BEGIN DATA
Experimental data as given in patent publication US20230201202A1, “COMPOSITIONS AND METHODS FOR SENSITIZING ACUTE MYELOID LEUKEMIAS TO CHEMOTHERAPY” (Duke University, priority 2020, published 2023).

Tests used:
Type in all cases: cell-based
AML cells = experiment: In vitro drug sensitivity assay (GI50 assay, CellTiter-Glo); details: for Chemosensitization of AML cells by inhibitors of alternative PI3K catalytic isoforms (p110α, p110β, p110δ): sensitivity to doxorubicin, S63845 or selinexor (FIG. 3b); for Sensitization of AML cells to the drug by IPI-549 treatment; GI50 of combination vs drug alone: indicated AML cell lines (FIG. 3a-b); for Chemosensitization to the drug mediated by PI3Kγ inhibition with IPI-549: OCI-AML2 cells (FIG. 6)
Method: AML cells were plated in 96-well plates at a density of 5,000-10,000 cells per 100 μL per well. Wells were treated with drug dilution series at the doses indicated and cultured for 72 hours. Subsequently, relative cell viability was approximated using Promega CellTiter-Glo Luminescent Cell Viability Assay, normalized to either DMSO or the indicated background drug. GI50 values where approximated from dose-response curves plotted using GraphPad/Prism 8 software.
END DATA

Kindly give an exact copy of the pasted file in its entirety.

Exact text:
Experimental data as given in patent publication US20230201202A1, “COMPOSITIONS AND METHODS FOR SENSITIZING ACUTE MYELOID LEUKEMIAS TO CHEMOTHERAPY” (Duke University, priority 2020, published 2023).

Tests used:
Type in all cases: cell-based
AML cells = experiment: In vitro drug sensitivity assay (GI50 assay, CellTiter-Glo); details: for Chemosensitization of AML cells by inhibitors of alternative PI3K catalytic isoforms (p110α, p110β, p110δ): sensitivity to doxorubicin, S63845 or selinexor (FIG. 3b); for Sensitization of AML cells to the drug by IPI-549 treatment; GI50 of combination vs drug alone: indicated AML cell lines (FIG. 3a-b); for Chemosensitization to the drug mediated by PI3Kγ inhibition with IPI-549: OCI-AML2 cells (FIG. 6)
Method: AML cells were plated in 96-well plates at a density of 5,000-10,000 cells per 100 μL per well. Wells were treated with drug dilution series at the doses indicated and cultured for 72 hours. Subsequently, relative cell viability was approximated using Promega CellTiter-Glo Luminescent Cell Viability Assay, normalized to either DMSO or the indicated background drug. GI50 values where approximated from dose-response curves plotted using GraphPad/Prism 8 software.